B.C.’s acting privacy commissioner is warning private businesses that they might be breaking the law if they install video-surveillance cameras without thinking through the privacy implications.
Drew McArthur said a recent audit of an unnamed Lower Mainland medical clinic that had eight video cameras in operation is an example of the growing trend of cheap and easy-to-install surveillance systems that likely violate B.C.’s privacy laws.
McArthur rejected the clinic’s argument that it had installed the cameras in common areas to prevent crime, improve security and monitor employee behaviour.
“The fundamental premise of our private-sector privacy legislation is you require the purpose for collection has to be reasonable for the circumstances,” he said. “In this case, there’s no crime issue or threat-to-security issue, it’s just a medical clinic in a stand-alone location and they have not had a rash of crime or security issues.
“And so they don’t meet the threshold for reasonableness in terms of the collection of personal information. So where they are, they are over-collecting personal information.”
It would be more acceptable for a bank, with a lot of assets, or a convenience store, where employees might be working through the night, to justify surveillance, McArthur said. And it’s not acceptable to record all your employees and customers as a deterrent against possible future crimes because that doesn’t satisfy the legal requirements either, he said.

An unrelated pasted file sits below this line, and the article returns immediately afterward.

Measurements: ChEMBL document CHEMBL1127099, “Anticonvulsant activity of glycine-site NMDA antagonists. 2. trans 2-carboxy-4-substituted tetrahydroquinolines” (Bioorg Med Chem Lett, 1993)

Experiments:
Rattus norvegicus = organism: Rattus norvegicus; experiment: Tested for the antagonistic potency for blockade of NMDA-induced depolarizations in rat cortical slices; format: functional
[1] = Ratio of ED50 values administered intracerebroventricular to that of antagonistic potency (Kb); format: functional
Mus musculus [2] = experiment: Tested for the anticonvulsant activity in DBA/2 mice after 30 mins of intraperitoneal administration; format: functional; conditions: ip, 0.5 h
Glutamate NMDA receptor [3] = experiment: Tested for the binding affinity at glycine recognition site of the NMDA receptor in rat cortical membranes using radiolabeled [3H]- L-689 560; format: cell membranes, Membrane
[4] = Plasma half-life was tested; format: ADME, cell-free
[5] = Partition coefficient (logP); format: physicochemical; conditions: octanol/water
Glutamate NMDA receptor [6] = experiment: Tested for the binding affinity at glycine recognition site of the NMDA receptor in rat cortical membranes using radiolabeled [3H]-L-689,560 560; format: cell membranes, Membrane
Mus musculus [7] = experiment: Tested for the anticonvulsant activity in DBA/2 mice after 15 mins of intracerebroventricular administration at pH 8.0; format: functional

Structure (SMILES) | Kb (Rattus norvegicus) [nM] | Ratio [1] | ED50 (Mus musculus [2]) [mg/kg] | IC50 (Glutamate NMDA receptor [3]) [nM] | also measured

McArthur’s report on the medical clinic was the first of its kind involving a private business. The clinic has been given three months to remove its cameras and delete its video footage or face an order from the commissioner’s office that could be backed up in court.
McArthur declined to name the clinic, saying he wasn’t trying to single it out, but rather to use it as an illustrative example of a larger problem.
“You can go into Costco and acquire a video-surveillance system very economically and implement it yourself, and for that reason we’re providing this as an educational opportunity,” he said.
The clinic put cameras in its lobby, hallways, back exits and a fitness room, collecting video 24 hours a day of all the employees, patients and cleaning staff. The footage was only supposed be watched by the clinic’s owner, a physician, but McArthur noted others had access, too.
Although the clinic had signs pointing out the cameras, it failed to explain to people that the cameras were also recording the audio of their conversations, and it failed to tell people they had a right to see their own footage, the report ead.
In short, it failed to get people’s informed consent.
McArthur’s office published a tip sheet for private businesses that called on them to develop a policy, limit the time the cameras are on, avoid recorded unintended people, display adequate signs, store the footage in a secure location and limit access to the footage.
McArthur said businesses also need to know that the video they capture of employees and customers is their personal information and they’re liable for it being stolen or misused.
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